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How Does Inflation Affect the Housing Market?

By Oren Jacobson 5 min read

If you’re reading economic news or watching CNBC these days, you’ve almost certainly heard the “i” word thrown around. Economists of all stripes, policymakers, and talking heads are debating the potential for inflation and the risks associated with it. Given the negative potential harm that inflation could have on housing, it’s worth exploring this issue a bit further. Today, I want to outline a few things. First, what it is and why people are concerned. Second, what factors are sparking this concern. And finally, why some economists aren’t concerned at all.

In simple terms, inflation means real prices for goods and services are rising. This is usually triggered by increases in demand. As more people purchase given goods and services, providers tend to raise prices to keep up with the cost increases associated — that’s simple supply and demand. At the same time, if wages don’t rise at the same pace as the cost of goods and services, actual buying power decreases for consumers. If people can afford to buy less, demand drops, and you could find yourself in a recession. Given that prices change much more rapidly than wages, this is a real risk.

To control inflation, the Federal Reserve, whose mandate requires doing so, tends to raise interest rates. This tactic reduces the monetary supply and taps the brakes on the economy, so it doesn’t overheat. Needless to say, if mortgage interest rates rise fast enough or far enough, the housing industry would be challenged. It would substantially impact what people can afford, and given the limits on supply and how fast prices have risen in many markets, you’d see a sharp drop in qualified buyers. It should be noted that the FED raising rates isn’t directly tied to mortgage rates, but the two are correlated in some ways.

Three main factors are behind this newly intense focus. First, as vaccinations continue at a strong pace, the general expectation is that a more normal world is within sight, leading to increased consumer spending. The second factor is another COVID-19 relief bill that just passed through Congress with a price tag of $1.9 trillion meant to help bridge the gap until that moment. The third factor is an infrastructure package now being debated, which could have a similar price tag. All of this is likely to increase economic activity, and thus demand. Oddly enough, inflation concerns can often be a self-fulfilling prophecy. It’s possible if vendors believe inflation is coming, they will just begin to raise prices to stay ahead of it.

It’s easy to read the last few paragraphs and come to the conclusion that we’re heading for a problem. A few years ago, when President Trump was considering a nearly $2 trillion dollar tax cut (which was enacted) and an infrastructure package (which never materialized), people raised similar concerns, myself included in an early 2017 analysis. In fact, economists have periodically warned about inflation many times over the last several decades. However, nothing has occurred. That’s why some economists aren’t showing much concern.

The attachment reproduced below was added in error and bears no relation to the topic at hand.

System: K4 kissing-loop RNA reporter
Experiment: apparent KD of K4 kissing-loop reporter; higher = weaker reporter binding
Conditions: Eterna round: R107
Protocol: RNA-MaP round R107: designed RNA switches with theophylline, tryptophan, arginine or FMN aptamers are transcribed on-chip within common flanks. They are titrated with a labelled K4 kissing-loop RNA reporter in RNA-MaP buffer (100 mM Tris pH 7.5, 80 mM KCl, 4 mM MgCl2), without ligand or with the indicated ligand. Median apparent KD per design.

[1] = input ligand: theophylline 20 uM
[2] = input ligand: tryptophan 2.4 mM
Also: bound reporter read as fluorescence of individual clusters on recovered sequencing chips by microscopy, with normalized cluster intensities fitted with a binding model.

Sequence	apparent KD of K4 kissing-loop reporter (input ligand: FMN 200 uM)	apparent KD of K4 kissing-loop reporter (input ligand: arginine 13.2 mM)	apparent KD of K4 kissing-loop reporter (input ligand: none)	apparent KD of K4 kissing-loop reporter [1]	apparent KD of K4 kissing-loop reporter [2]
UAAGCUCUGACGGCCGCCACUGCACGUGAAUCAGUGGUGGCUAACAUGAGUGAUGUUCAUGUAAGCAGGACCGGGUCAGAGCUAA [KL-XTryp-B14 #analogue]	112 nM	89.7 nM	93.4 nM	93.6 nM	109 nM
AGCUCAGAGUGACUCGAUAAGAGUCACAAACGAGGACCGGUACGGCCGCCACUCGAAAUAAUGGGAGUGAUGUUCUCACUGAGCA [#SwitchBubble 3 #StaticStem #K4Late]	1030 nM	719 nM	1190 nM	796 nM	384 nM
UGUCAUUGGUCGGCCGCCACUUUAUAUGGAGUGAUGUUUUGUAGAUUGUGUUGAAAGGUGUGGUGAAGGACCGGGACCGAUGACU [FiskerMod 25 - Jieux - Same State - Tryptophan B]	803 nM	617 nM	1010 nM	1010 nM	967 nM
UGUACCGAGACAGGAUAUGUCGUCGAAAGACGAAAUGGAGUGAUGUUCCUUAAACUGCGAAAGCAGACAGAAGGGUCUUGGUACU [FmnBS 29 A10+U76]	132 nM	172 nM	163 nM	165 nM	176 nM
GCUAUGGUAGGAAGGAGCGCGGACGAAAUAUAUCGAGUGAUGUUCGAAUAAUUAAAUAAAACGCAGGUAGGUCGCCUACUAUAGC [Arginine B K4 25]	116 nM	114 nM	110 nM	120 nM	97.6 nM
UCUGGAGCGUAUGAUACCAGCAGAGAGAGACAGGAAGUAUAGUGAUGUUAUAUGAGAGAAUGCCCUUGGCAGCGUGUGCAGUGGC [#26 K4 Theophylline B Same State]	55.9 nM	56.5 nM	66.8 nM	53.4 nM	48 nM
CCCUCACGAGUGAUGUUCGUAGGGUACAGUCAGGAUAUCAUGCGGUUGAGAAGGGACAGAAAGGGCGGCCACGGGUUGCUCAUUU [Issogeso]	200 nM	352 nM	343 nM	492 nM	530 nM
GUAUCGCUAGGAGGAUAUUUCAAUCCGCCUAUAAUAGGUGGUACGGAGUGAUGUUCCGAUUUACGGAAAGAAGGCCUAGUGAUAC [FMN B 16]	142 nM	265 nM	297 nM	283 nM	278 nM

In fairness, it’s puzzling in that it runs counter to basic economic teaching, yet even the world’s leading economic thinkers aren’t entirely sure why expected inflationary risks haven’t materialized. There are several hypotheses for what is happening.

The first is that our current measures of economic vitality, which typically include GDP and the unemployment rate, fail to accurately tell us how much untapped potential (slack) there really is in the economy. Because the unemployment rate only factors in people actively looking for work, a 5% unemployment rate could mask a 10% real unemployment rate. Thus, as the conditions that would likely lead to inflation occur, it doesn’t happen because there is more than enough “slack” in the economy to absorb added stimulus, given that we aren’t really in a maximum output environment.

Another possible explanation is that the distribution of gains has reached a point of inequality such that the impacts of stimulative measures aren’t felt as wildly. Put more simply, inflation is driven by an excess of demand. However, as many people are struggling to meet basic needs, and often go into debt to do so, these stimulative measures are helping people rebalance how they finance their needs (cash versus debt) and increase their savings rates.

All of this is to say that, while inflation could cause real problems, economists' predictions have been consistently wrong on this for the last few decades for reasons that aren’t entirely clear. While this isn’t to say that those who are concerned about inflation will be wrong this time, it’s possible that there is something structurally in the economy — whether it be technology, inequality, an imprecise reading of capacity, or some other yet to be identified item — that is offsetting these various stimulative measures.

Regardless, it remains unlikely that we will see any meaningful impact on housing in 2021. The infrastructure bill or bills, should they even pass, won’t pass for months and won’t result in much added spending in 2021. There remains enough uncertainty around the pandemic, including enough vaccine hesitancy plus a new surge in cases, that the runaway energy of the economy’s potential will likely be naturally constrained. While I may regret putting this in writing in a few months, I think the real test will come in 2022. We may find that the normal laws of economics still apply, or we may witness massive expansion without any impactful inflation.

Originally published Apr 21, 2021 under Explore the latest topics, updated January 24, 2024

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